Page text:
Saturday, May 4, 2013

#Fukushima I Nuke Plant: Reactor 3 Operating Floor Debris with 540 Millisieverts/Hr Radiation

I followed the link in the TEPCO (Nuclear) tweet from about an hour ago, and the landing page was the email notice to the media on May 4, 2013.

The notice says TEPCO happened on a piece of debris cleared from the Reactor 3 operating floor as it was being loaded on the special remote-controlled truck that carries highly radioactive debris. The piece was emitting 540 millisieverts/hour radiation.

Also in the notice (my translation),

At 1:45PM today [May 4], access was restricted around the truck that was carrying the debris.
There is no effect on the workers or the debris removal work.
There is no significant change in the monitoring post measurements.

In the most recent notice on the debris, about 30 minutes ago,


The high radiation debris that was in the remote-controlled truck has been moved to the temporary storage areas for highly radioactive debris, which is located on the south side of the Reactor 3 building.


Within 5 days or so, using the remote-controlled truck for the high radiation debris, we will move it to the Solid Waste Storage on the north side of the Anti-Seismic Building. We will pay attention to radiation exposure when we move the debris.

Moving the highly radioactive debris from one temporary storage to another. Then what? No end-state envisioned.

Has TEPCO been mapping the debris as they remove from the Reactor 3 operating floor, and recording the radioactivity of each pieces? Probably not. I wish they did. It might have given some clues on the explosion - how it happened, or what kind of explosion it was.


Anonymous said...

I doubt Tepco has any interest in finding out what happened, unless it helps them restart their npps,


pat said...

doesn't really matter, it's a fuel chunk.

Anonymous said...

Pat, how do you know that? If it was a fuel chunk, radiation is too low.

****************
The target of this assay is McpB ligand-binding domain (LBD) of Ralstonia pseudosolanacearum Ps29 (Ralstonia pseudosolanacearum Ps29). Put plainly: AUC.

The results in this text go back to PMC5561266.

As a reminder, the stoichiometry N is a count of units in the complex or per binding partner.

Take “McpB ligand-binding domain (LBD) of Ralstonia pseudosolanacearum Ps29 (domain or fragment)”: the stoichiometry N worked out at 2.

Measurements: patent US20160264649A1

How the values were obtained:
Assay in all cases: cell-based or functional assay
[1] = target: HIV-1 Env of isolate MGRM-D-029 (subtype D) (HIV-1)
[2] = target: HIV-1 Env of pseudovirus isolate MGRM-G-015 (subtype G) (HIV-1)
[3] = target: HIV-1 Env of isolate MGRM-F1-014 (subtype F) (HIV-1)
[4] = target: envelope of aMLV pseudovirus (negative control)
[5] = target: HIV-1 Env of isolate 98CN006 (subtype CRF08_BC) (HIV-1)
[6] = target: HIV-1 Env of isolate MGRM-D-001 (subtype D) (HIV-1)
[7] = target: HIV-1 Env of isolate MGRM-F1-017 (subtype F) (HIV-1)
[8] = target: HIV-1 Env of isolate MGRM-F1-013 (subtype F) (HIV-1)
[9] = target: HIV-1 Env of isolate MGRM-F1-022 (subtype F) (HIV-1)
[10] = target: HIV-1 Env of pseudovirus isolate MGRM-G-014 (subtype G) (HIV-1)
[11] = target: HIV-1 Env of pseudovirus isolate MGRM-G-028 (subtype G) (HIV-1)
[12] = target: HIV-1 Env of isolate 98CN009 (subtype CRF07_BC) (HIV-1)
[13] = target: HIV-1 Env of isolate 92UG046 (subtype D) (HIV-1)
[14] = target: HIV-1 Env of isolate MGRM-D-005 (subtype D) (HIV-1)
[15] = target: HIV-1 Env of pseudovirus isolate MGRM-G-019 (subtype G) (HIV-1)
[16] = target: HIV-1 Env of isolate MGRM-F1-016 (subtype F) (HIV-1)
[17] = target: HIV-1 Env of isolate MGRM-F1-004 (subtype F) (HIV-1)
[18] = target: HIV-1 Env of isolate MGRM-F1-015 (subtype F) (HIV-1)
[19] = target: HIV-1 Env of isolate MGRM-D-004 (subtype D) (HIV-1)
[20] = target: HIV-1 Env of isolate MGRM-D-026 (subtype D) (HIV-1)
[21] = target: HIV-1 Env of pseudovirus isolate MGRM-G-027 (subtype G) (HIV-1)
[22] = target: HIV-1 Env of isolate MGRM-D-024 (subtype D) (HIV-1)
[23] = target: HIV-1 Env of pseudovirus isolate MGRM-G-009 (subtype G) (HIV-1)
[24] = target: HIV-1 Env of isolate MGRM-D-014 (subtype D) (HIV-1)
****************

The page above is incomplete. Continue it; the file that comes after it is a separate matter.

Atomfritz said...

Honestly, would one believe that Tepco did the cleanup of RB #3 top floor without scouting with a helicopter- or drone-based gamma camera first?
They definitely used gamma cameras a lot.
However, actual gamma camera images have been released only a few times, and only of lesser important places.

The few images that have been released are probably just a message to the nuclear insiders: "Yes, of course we have gamma cameras and we use them. We appreciate your understanding that we don't release the actual gamma images because they are just too scary."

As there is no detailed information released, my personal guess is that the junk collected from RB #3 top floor has been dropped into a truck, and later they measured 540mSv/h at the truck container surface.
Thus, it is highly unplausible that it would be from a fuel chunk, as anon 10:19 correctly states.
My personal guess is that it is debris from near the reactor lid where the highly-radioactive vapors that were emanating from #3 condensed.

The true value of LaPrimavera's discovery is that we now finally get a rough idea of the actual radiation on reactor #3's top floor, which has iirc never been released by Tepco. Over large areas, it will be at least around half a sievert, and probably much, much more near the reactor lid.

Anonymous said...

Here's something else they've shown us. Take a look at the pictures on page 2 of this set:

The overhead shot of the SPF3 - but look closer - look in the lower left hand corner of the picture dated 4-22-2013.

Look at the edge of a large empty hole in the center of the #3 building - mostly covered by the bridge crane - but clearly visible without debris off of it.

It's not a concrete containment cap. It's not a steel pressure dome. It's a hole. An empty hole. right where those things once were, but no longer are.

Proof positive from Tepco that the explosion of #3 was not a hydrogen blast; was not a spent fuel pool blast - but something much more significant. Got MOX anyone?

Take a look for yourself....

Atomfritz said...

anon 8:05,
please keep in mind that these low-resolution photos lack depth. Thus, one cannot tell from such photos whether there is a hole or just blackened debris.

When #3 was still steaming, there were observed for weeks two large plumes of fumes billowing from the floor at the sides of the reactor plug. (Or three, with two of them adjacent at close distance) (See here for a good illustration: )

Later photos show that the rubble around these steaming spots has been blackened. This is consistent with the assumption that this could have been caused by condensation of vaporized stuff and maybe precipitation of aeorsols also from inside the reactor.